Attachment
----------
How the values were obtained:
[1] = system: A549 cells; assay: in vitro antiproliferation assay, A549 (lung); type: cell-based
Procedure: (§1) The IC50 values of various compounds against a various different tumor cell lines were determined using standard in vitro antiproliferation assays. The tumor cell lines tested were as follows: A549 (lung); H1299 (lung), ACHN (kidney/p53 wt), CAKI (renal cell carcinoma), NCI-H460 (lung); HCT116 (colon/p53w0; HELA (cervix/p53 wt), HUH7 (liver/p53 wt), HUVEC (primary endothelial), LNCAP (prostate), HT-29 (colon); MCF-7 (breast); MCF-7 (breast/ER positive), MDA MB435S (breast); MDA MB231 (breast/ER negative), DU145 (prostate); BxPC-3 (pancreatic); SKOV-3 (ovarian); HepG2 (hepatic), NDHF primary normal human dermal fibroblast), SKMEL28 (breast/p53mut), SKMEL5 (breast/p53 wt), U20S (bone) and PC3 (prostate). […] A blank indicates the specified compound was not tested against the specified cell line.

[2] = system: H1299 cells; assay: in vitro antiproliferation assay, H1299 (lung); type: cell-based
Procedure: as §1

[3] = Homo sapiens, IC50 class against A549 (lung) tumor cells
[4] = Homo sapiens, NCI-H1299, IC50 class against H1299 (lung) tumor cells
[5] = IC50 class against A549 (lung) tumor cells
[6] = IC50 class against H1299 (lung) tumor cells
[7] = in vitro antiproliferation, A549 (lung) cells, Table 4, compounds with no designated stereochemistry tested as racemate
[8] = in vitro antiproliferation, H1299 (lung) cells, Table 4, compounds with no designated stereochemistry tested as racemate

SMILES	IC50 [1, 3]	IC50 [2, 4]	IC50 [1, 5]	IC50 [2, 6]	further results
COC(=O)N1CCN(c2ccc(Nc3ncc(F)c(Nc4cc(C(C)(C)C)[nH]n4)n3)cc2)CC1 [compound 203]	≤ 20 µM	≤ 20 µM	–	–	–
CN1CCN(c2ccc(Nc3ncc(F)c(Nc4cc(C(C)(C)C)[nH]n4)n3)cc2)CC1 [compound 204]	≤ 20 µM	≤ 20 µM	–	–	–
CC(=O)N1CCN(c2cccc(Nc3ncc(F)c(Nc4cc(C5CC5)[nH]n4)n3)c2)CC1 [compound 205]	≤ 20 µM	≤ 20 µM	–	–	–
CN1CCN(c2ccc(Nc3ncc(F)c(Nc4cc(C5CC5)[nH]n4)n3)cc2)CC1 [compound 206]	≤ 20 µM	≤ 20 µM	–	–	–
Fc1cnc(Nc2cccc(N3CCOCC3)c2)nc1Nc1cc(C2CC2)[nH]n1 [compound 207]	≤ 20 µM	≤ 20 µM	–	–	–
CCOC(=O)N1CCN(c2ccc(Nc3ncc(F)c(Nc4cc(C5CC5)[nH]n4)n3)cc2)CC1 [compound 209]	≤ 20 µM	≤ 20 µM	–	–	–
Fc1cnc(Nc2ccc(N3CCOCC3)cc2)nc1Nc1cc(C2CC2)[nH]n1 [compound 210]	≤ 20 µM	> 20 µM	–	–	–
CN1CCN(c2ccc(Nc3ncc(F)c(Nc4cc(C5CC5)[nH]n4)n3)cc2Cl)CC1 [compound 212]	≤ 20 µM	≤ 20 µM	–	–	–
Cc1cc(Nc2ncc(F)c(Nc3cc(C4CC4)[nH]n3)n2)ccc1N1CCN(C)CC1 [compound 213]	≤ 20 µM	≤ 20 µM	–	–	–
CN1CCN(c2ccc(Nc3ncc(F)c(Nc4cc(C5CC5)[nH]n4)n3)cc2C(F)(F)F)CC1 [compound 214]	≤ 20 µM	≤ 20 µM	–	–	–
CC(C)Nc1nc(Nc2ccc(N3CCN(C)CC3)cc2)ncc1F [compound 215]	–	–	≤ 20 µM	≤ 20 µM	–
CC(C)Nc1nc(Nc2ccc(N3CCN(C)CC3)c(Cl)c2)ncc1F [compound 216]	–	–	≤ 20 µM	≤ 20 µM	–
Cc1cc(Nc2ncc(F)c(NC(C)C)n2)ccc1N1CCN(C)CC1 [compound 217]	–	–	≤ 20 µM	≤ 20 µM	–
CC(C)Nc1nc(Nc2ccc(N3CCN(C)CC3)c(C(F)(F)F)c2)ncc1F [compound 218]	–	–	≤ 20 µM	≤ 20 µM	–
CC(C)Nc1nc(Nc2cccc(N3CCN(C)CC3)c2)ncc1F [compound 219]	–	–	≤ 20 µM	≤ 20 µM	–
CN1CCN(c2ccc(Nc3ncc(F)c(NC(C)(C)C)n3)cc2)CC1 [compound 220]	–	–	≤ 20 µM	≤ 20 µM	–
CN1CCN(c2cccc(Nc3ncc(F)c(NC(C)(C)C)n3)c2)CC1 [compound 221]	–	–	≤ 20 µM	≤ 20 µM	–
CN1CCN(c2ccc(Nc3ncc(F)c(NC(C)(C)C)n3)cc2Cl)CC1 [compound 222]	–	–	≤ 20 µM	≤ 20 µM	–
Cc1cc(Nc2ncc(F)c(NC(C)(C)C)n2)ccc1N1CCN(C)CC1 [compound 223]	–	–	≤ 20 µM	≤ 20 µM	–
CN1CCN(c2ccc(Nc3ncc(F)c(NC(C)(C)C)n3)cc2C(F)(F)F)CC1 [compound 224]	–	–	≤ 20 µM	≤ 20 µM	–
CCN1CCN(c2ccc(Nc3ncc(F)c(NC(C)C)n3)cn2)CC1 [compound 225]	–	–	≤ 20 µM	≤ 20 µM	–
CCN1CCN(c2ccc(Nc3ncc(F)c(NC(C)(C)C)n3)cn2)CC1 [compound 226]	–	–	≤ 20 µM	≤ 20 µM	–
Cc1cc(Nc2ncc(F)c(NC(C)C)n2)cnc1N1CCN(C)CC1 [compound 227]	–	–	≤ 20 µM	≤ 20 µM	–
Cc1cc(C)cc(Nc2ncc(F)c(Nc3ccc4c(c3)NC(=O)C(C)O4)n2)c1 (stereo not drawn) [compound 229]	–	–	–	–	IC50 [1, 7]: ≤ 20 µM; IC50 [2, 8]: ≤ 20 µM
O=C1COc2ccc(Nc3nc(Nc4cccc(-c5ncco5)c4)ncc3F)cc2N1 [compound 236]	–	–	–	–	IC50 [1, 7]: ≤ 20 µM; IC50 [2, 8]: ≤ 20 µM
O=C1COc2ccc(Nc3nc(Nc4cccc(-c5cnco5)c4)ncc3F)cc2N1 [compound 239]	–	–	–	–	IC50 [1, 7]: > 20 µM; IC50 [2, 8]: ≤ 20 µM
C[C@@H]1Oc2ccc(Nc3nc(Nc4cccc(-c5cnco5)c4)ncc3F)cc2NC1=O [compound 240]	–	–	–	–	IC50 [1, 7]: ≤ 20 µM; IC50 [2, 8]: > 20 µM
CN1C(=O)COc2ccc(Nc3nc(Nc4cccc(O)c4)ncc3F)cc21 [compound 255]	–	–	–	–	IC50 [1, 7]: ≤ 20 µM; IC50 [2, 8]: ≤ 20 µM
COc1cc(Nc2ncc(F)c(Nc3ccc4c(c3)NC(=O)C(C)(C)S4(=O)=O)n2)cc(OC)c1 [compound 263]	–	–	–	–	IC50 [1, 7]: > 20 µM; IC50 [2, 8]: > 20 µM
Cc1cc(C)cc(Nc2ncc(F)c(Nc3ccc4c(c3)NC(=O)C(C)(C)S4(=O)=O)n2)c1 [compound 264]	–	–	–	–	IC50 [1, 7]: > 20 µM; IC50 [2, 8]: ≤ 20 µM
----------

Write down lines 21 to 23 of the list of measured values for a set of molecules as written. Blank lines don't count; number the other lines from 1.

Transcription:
Cc1cc(Nc2ncc(F)c(Nc3cc(C4CC4)[nH]n3)n2)ccc1N1CCN(C)CC1 [compound 213]	≤ 20 µM	≤ 20 µM	–	–	–
CN1CCN(c2ccc(Nc3ncc(F)c(Nc4cc(C5CC5)[nH]n4)n3)cc2C(F)(F)F)CC1 [compound 214]	≤ 20 µM	≤ 20 µM	–	–	–
CC(C)Nc1nc(Nc2ccc(N3CCN(C)CC3)cc2)ncc1F [compound 215]	–	–	≤ 20 µM	≤ 20 µM	–